Mycoplasma pneumoniae-induced rash and mucositis in Child
The pathophysiology underlying MIRM remains poorly defined. Direct cytotoxic injury, autoimmune-mediated injury, and immune complex-mediated vascular injury have all been proposed as potential etiological mechanisms. It is speculated that a genetic predisposition is also important. More recent work has postulated that autoantibodies produced as a result of molecular mimicry between M pneumoniae and endogenous proteins cross-react with specific self-antigens that are most abundant in mucous membranes. This theory helps explain why mucositis is such a salient feature. Chlamydia pneumoniae infection has also been suggested as a potential causative agent (C pneumoniae-induced rash and mucositis, or CIRM), sometimes without rash.
Prodromal symptoms of cough, fever, and malaise precede mucocutaneous manifestations by approximately a week. Mucositis is a prominent feature and is usually associated with a sparse, polymorphic eruption.
Complications may include hematemesis, epiglottitis, subcorneal pustulosis, pneumomediastinum, pericardial effusion, and hepatitis.
Ocular sequelae include conjunctival shrinkage, corneal ulceration, blindness, synechiae, dry eyes, and loss of eyelashes. Oral or urogenital adhesions are less common. Pulmonary complications such as restrictive lung disease and chronic obliterative bronchitis have also been observed in MIRM patients.
MIRM is very rarely fatal and has a reported mortality rate of 3%, occurring in cases with significant respiratory disease. Most patients make a full recovery, and both long-term complications and recurrences are infrequent.
Reactive infectious mucocutaneous eruption (RIME) has been proposed as an umbrella term that includes oral erythema multiforme secondary to Mycoplasma pneumoniae, MIRM, and Stevens-Johnson syndrome (SJS) and toxic epidermal necrolysis (TEN) secondary to infection with Mycoplasma species or other respiratory pathogens.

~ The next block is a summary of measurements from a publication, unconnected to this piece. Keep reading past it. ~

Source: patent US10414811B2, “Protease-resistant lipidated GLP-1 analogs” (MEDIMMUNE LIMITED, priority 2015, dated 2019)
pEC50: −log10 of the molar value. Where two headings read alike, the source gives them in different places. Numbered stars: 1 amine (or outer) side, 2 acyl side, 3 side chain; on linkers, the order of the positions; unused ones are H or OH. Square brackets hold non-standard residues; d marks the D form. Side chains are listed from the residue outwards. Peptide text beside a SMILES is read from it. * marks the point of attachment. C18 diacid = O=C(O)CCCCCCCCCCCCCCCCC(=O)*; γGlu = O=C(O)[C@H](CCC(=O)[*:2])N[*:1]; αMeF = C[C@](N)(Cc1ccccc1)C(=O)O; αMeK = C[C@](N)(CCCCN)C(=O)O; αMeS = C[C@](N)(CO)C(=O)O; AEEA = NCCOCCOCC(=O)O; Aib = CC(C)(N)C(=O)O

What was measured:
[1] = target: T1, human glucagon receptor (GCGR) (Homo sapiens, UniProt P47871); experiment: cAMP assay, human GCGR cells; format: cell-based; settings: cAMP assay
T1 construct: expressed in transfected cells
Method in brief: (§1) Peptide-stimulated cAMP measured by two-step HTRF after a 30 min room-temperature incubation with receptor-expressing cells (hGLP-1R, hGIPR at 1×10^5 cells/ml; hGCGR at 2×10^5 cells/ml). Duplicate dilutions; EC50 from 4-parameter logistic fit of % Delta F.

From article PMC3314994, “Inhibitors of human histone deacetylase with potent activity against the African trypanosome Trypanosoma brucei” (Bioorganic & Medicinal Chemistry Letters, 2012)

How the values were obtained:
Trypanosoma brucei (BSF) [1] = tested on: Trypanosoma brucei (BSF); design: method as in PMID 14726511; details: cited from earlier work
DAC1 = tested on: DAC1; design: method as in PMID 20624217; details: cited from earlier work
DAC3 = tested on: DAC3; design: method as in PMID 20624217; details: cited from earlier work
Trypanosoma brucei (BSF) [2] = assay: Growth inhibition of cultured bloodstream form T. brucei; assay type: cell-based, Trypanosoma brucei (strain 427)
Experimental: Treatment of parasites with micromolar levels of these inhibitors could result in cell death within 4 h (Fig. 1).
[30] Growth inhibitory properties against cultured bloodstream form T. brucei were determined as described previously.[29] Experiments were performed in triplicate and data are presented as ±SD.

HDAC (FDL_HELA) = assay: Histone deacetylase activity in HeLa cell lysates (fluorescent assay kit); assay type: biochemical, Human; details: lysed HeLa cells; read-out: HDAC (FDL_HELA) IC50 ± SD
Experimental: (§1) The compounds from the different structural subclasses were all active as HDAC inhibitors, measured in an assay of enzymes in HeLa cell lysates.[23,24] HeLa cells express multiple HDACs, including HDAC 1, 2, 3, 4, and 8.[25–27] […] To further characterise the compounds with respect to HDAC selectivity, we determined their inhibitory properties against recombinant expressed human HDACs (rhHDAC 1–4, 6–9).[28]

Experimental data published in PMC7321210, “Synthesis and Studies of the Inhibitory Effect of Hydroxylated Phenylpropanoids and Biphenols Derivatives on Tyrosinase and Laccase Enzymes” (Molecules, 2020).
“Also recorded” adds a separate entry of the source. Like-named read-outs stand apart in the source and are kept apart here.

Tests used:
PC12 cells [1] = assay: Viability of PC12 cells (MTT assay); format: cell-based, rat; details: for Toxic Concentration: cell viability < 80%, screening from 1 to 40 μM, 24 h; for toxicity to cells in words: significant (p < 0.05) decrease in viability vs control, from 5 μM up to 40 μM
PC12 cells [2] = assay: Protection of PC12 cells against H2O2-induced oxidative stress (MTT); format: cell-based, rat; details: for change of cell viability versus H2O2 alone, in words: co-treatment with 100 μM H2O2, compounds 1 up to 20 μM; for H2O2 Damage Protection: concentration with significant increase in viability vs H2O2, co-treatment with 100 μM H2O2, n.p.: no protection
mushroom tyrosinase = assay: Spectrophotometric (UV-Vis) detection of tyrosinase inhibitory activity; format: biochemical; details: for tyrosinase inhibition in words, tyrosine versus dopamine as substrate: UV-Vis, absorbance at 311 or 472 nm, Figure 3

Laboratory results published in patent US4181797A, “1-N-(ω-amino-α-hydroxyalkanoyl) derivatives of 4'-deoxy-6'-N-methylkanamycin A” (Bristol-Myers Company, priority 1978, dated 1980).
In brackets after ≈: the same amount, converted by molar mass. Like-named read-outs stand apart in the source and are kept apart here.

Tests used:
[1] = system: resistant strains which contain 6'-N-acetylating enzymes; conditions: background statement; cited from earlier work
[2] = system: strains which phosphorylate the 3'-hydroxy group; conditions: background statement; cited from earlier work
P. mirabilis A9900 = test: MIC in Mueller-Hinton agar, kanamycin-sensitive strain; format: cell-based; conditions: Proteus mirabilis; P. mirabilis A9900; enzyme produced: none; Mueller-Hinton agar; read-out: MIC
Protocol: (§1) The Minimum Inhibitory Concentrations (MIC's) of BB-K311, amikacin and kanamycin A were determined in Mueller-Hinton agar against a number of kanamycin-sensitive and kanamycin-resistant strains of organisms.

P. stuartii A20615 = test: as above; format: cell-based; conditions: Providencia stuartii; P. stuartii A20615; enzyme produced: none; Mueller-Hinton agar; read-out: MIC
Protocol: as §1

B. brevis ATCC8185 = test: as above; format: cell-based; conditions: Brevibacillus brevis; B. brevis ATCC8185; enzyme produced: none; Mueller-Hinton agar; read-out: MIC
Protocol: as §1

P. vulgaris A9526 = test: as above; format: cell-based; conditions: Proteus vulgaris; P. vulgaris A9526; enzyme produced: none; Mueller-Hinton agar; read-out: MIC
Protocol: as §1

B96.0 – Mycoplasma pneumoniae [M. pneumoniae] as the cause of diseases classified elsewhere
406595002 – Infection caused by Mycoplasma pneumoniae
- The cutaneous involvement of MIRM tends to be much less extensive than in SJS and TEN (<10% of body surface area is usually affected).
- The cutaneous lesions of MIRM are usually distributed in acral regions compared to SJS and TEN, which exhibit a more central distribution of lesions.
- The desquamation associated with SJS and TEN is absent in MIRM (Nikolsky sign is negative).
- MIRM has a much milder course than SJS and TEN, eg, ICU admission is less commonly required.
- Absence of exposure to a culprit drug favors MIRM, as most cases of SJS and TEN are drug-related.
- Evidence of atypical pneumonia, including respiratory symptoms, lung auscultation findings, M pneumoniae serology, polymerase chain reaction (PCR), and chest x-ray results, may help support MIRM diagnosis.
- The classic target lesions occurring in an acral distribution that are typical of EM are less common in MIRM.
- Unlike EM, cutaneous lesions may be absent in MIRM.
- Evidence of atypical pneumonia, including respiratory symptoms, lung auscultation findings, M pneumoniae serology, PCR, and chest x-ray results, may help support MIRM diagnosis.
- Typical round morphology is diagnostic.
- MIRM lacks a temporal relationship to drug exposure.